A parliament usually only asks an auto company to show up if something went very wrong. Either a financial bailout is needed or another huge scandal happened, like with the diesel cheating devices that polluted the environment and its citizens for years. Why was Tesla invited by the parliament in Brandenburg to provide a presentation at the end of August?
A report from the European Environment Agency (EEA) revealed that 400,000 people die prematurely every year in Europe because of air pollution that is mainly caused by traffic. This is the #1 cause of death in Europe. This report would be a valid reason to invite the gas/diesel car industry to explain how this is possible and what they intend to do to stop it. Instead, Tesla was invited to provide a Giga Berlin presentation to the Brandenburg parliament. To invite any automakers is a rare event, but to invite Tesla, a company that does more for sustainability and the future of mankind than all other auto companies combined, is an odd and unprecedented request.
Giga Berlin is not located in the city-state of Berlin, but in Brandenburg, and its parliament has asked Tesla to present on the project many times. Not a single company, be it small or large, with a new construction site in Brandenburg was asked for such a presentation except Tesla. What did the parliament want?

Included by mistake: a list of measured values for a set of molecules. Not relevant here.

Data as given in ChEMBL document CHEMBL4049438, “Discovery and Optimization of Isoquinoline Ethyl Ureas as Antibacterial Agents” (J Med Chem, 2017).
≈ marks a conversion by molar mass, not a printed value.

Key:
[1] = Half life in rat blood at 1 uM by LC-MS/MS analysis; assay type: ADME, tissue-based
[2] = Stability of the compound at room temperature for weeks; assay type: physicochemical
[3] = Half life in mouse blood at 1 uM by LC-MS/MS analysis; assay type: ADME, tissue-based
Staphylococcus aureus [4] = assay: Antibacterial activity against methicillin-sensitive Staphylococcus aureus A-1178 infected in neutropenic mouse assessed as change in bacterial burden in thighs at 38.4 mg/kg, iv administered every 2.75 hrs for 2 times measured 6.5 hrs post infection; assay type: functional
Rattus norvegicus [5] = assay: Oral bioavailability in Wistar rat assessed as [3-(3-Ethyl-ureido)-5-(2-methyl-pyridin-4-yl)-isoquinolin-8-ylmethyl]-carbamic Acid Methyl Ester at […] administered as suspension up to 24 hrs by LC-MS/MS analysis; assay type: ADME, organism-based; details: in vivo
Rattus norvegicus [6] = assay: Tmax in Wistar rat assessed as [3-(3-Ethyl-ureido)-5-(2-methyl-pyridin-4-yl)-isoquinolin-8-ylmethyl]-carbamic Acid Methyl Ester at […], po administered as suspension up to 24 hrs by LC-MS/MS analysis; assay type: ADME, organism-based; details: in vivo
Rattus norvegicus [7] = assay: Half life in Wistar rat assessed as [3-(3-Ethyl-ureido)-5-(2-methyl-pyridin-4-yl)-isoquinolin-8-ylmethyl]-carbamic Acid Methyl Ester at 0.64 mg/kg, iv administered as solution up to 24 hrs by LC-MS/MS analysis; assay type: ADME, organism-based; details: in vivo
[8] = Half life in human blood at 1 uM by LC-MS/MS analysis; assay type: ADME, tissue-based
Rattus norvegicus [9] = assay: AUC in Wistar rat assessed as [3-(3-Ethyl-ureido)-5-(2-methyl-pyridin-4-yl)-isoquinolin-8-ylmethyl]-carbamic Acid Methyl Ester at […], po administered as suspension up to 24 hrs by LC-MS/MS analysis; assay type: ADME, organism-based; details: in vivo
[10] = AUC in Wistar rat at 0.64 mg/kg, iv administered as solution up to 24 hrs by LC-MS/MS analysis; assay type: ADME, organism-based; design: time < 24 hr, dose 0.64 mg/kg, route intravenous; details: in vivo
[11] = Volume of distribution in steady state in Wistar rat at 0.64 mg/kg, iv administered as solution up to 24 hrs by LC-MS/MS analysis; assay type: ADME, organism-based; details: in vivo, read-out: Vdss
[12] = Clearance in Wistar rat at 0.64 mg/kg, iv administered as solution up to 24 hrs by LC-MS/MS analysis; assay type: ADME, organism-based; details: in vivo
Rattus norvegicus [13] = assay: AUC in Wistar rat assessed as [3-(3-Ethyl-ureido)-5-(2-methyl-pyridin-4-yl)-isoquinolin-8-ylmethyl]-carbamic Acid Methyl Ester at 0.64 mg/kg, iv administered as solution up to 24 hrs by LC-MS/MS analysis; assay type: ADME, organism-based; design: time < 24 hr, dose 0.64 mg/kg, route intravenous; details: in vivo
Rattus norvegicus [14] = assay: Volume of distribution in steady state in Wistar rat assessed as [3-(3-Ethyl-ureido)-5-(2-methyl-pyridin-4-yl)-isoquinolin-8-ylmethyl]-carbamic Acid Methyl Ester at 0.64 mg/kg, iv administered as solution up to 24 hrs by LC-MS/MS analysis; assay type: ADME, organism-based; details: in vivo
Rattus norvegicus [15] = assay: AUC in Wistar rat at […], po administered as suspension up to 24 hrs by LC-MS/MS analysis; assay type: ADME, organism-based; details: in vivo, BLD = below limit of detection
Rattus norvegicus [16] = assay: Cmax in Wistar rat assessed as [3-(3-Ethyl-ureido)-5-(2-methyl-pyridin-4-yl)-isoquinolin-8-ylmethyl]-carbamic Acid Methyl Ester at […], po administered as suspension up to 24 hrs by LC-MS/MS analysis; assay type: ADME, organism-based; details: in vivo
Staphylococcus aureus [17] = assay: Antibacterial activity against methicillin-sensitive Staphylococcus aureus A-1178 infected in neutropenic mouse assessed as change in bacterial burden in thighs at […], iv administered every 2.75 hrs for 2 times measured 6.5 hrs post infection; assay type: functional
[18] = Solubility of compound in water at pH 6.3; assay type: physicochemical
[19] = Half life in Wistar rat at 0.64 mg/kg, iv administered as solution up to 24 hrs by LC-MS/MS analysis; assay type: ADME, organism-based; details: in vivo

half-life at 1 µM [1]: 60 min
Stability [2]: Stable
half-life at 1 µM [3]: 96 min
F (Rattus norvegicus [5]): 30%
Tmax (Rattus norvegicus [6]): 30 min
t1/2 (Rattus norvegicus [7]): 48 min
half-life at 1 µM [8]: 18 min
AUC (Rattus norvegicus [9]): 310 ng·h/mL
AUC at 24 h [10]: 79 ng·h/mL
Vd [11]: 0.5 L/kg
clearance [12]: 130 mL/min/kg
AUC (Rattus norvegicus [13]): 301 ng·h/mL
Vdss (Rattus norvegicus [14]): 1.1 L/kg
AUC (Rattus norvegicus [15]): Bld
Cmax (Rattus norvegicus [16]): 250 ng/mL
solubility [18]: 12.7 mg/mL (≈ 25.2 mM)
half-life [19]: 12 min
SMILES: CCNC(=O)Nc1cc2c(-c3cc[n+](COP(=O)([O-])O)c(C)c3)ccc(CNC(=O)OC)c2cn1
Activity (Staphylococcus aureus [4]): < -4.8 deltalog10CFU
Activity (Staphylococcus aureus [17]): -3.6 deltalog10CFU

One reason why companies avoid talking to Parliaments is that they can’t gain anything from it but can lose a lot. Talking to certain politicians is preferred to gain their support. Talking to an entire parliament is often a waste of time — and in Germany you often find 7+ parties seated with different agendas and complex coalitions.
The Brandenburg Parliament is a regional institution, and although the ruling state party and the opposition discuss legislation there, they do not have any influence on the execution of regulations — different authorities make sure everything is happening according to law. For very good reasons, politicians cannot and are not supposed to interfere in company-specific affairs like Tesla’s Giga Berlin construction.
After declining many requests, though, Tesla finally agreed to present the project to the Brandenburg Parliament in the committee on infrastructure. Alexander Riederer, a member of the Giga Berlin project team, had a 20 minute time slot on August 20, 2020. Alexander, who has worked for Tesla for about 2 years now is German but lives in Amsterdam, where Tesla’s European HQ is located. His presentation was recorded and I translated it and commented on the main parts in the video below. It was a unique event. Alexander gave revealing insights into why Tesla decided on the location in Grünheide, which it selected out of more than 100 possible candidates Tesla identified in Europe.